Thanks to strong competition in the U.S. fashion industry, companies like Coach , Ralph Lauren , and Kate Spade & Company haven't been able to enjoy high margins over the last few years. As a result, most of these companies are expanding their businesses in international markets, where they can enjoy healthier operating margins.
In the third quarter, Coach's per-share earnings came in at $0.68, which beat Zacks Consensus Estimate of $0.63. However, earnings were down 19% from last year's comparable quarter. Gross profit fell 11.2% to $781.3 million, while the gross profit margin shrank 300 basis points to 71.1%.
Net sales fell 7% to $1,099.6 million, attributable to lower sales in North American women's bag and accessories business. The shift in Easter holiday and bad weather conditions also had a negative impact on sales.
During the quarter, Coach bought 2.6 million shares worth $175 million at an average price of $47.99 per share. The company can still buy $835 million under its current share repurchase program.
North America: Total sales for the North American segment dropped 18% to $648 million. Direct-to-consumer sales also declined 18% while comps fell by 21%.
International: International sales rose 14% to $441 million thanks to China, where sales jumped by 25%. Overall, China business generated sales of $540 million with double-digit growth in same-store sales.
What's cooking at Coach?
With Coach doing not so well in North America, it closed 13 stores in the region during the third quarter. However, it continued to expand its footprint internationally. In Mainland China, it opened five net new locations, while in Japan, it launched three new outlets. Two stores were opened in Europe as well.
One bright spot during the quarter was the company's strong performance in its men's category. As a result of high comps growth, the men's segment represented more than 15% of Coach's global sales. For fiscal 2014, the company expects sales of $700 million from this segment, up 20% from prior year. Apart from the men's segment, footwear also contributed substantially in sales, as the company continued to expand its distribution in international markets.
During the New York Fashion Week presentation in February, Coach unveiled Stuart Vevers' inaugural collection, which will be available in stores this September. The collection, which consists of renowned designer's clothes, bags, and shoes, has been designed to maintain a balance between utility and luxury. "One of my proposals for Coach is this balance between utility and luxury," said Vevers. The company expects the new line to do really well as it grabbed a lot of attention during the event.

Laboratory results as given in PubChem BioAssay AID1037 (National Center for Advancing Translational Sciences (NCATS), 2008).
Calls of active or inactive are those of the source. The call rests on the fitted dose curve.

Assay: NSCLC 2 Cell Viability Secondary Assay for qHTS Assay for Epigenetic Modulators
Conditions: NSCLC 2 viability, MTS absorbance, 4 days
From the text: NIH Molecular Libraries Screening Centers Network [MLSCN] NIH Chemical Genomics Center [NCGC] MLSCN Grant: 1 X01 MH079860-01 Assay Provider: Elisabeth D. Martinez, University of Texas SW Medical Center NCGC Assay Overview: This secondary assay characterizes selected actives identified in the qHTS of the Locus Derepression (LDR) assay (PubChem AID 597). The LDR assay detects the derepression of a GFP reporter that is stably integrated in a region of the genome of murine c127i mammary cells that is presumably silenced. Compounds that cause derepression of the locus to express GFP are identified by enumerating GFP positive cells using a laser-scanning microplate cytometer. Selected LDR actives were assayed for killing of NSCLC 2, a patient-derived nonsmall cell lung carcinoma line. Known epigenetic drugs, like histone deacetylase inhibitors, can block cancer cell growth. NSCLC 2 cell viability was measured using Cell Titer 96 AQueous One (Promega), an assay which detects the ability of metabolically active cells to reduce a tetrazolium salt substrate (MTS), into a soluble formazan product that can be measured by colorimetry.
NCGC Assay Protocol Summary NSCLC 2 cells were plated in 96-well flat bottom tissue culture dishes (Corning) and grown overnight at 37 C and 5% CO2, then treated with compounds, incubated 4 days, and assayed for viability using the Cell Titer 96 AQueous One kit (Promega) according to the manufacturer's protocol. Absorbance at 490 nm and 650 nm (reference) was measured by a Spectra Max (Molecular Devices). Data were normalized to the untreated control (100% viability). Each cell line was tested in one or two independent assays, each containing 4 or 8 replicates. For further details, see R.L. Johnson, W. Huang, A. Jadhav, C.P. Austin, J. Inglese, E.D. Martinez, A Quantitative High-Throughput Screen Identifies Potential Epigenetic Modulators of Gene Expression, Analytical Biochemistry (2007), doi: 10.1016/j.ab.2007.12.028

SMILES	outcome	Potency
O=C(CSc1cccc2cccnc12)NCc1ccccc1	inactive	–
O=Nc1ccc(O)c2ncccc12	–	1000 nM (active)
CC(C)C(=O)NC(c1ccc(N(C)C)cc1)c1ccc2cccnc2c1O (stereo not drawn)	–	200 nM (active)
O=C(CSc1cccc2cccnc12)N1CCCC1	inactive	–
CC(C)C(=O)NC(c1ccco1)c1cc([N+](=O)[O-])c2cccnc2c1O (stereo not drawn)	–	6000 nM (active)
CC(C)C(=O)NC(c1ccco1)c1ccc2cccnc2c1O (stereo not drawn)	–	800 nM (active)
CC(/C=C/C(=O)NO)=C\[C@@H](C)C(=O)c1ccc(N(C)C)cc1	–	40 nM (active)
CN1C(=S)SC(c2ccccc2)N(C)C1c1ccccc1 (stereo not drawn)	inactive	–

In Europe, Coach is now targeting more high-end customers, especially in the handbag segment. By focusing on the above $400 price bucket, the company plans to capture a significant portion of the luxury leather bag market. Therefore, Coach's average unit price is constantly increasing. With Stuart Vevers' new product line about to be launched in a few months, this unit price is bound to go even higher.
In the recent quarter, Ralph Lauren posted EPS of $1.68, which represented a 28% increase from the year-ago quarter. However, during the last year, the company's share price has tumbled by more than 6%. For fiscal 2015, it too has given a conservative outlook as it continues to invest on infrastructure; it plans to spend around $400 million to $500 million on capital projects this year. Furthermore, it's also expecting higher advertising and marketing costs, which is why its operating margin is projected to shrink by 75 to 125 basis points.
Kate Spade's first-quarter earnings came in at $0.37 per share, ahead of a loss of $0.44 in the same quarter last year. Net sales also jumped 34% to $328.1 million. The company's brand Kate Spade once again did really well as its sales surged by 54%. Juicy Couture also experienced strong growth while Adelington Design Group's sales declined. Kate Spade recently refinanced its high-yield notes, which are going to save about $20 million in cash interest savings. The company has reaffirmed its EBITDA guidance of $115 million-$125 million.
Coach's third-quarter results weren't up to the mark as earnings, along with revenue, kept declining. The company's North American business continued to struggle amid intense competition and sluggish economic growth. For this reason, Coach is rightly divesting its business in the region. In contrast to North America, the company's Asian business, especially China, is growing at a rapid pace. Going forward, the Chinese market will fuel Coach's growth. As far as Europe is concerned, it's still too early to say anything about the company's new strategy of targeting the upscale market.
Though Coach is doing a great job in international markets, its North American business casts a shadow of doubt over its future earnings. Considering this and all above discussion, I remain neutral on Coach.
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The article Has Coach Finally Become a Buy? originally appeared on Fool.com.Zahid Waheed has no position in any stocks mentioned. The Motley Fool recommends Coach. The Motley Fool owns shares of Coach. Try any of our Foolish newsletter services free for 30 days. We Fools may not all hold the same opinions, but we all believe that considering a diverse range of insights makes us better investors. The Motley Fool has a disclosure policy.
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